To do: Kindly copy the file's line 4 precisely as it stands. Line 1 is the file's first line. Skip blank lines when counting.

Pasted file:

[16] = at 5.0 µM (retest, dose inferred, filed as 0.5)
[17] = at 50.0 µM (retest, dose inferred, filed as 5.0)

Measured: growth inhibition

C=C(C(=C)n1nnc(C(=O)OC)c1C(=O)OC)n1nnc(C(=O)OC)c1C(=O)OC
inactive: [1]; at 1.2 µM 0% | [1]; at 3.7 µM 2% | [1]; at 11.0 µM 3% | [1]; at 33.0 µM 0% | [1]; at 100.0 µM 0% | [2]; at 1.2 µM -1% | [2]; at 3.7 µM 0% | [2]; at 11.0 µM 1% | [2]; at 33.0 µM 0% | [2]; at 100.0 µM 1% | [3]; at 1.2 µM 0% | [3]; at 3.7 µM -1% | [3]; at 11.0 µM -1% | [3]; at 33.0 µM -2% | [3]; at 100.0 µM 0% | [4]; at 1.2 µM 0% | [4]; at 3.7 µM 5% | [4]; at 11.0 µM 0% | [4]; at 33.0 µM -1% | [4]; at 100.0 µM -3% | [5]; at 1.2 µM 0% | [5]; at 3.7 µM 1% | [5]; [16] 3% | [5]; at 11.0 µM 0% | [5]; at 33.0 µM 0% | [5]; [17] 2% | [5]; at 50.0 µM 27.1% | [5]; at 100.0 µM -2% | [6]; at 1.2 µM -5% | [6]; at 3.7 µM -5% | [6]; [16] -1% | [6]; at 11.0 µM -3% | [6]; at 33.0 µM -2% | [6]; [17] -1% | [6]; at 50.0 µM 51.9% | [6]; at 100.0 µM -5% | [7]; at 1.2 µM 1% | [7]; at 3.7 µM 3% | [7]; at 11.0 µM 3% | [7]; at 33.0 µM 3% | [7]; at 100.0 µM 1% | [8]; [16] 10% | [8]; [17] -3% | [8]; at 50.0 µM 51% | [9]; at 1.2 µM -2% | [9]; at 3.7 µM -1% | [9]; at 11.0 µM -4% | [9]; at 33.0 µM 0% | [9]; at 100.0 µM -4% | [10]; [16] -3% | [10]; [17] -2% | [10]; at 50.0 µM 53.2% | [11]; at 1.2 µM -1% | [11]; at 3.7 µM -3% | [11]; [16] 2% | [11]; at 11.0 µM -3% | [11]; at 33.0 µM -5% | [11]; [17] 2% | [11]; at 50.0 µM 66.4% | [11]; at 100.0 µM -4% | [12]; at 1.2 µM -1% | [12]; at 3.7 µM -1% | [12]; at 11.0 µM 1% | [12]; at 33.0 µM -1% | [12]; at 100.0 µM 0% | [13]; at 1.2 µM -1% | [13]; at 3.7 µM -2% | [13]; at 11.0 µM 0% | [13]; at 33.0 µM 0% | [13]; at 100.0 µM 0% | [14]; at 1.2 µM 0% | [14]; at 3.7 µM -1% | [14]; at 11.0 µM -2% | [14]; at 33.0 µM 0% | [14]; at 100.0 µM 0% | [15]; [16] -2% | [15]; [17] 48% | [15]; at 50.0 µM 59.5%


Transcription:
C=C(C(=C)n1nnc(C(=O)OC)c1C(=O)OC)n1nnc(C(=O)OC)c1C(=O)OC